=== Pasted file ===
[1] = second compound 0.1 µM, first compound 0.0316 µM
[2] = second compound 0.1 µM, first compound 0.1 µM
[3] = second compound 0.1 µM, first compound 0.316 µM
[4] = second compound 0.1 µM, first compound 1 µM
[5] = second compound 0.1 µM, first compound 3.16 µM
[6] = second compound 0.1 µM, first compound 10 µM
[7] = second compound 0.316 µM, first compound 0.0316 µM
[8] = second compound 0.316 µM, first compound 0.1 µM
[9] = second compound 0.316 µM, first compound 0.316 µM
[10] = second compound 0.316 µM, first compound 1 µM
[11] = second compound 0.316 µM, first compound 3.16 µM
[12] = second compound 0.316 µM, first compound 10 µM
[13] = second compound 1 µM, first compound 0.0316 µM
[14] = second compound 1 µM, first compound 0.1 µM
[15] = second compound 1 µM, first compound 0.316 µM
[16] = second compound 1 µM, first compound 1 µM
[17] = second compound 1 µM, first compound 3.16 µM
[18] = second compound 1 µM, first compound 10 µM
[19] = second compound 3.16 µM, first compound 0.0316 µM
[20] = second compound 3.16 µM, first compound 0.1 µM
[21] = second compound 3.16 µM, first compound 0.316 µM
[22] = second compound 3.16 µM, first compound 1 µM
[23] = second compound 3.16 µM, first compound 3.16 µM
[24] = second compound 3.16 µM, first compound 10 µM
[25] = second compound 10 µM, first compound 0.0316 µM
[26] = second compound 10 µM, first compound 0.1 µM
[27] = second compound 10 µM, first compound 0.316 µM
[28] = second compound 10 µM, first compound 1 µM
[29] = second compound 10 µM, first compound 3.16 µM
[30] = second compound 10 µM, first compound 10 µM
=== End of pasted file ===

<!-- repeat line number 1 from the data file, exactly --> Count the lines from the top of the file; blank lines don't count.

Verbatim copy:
[1] = second compound 0.1 µM, first compound 0.0316 µM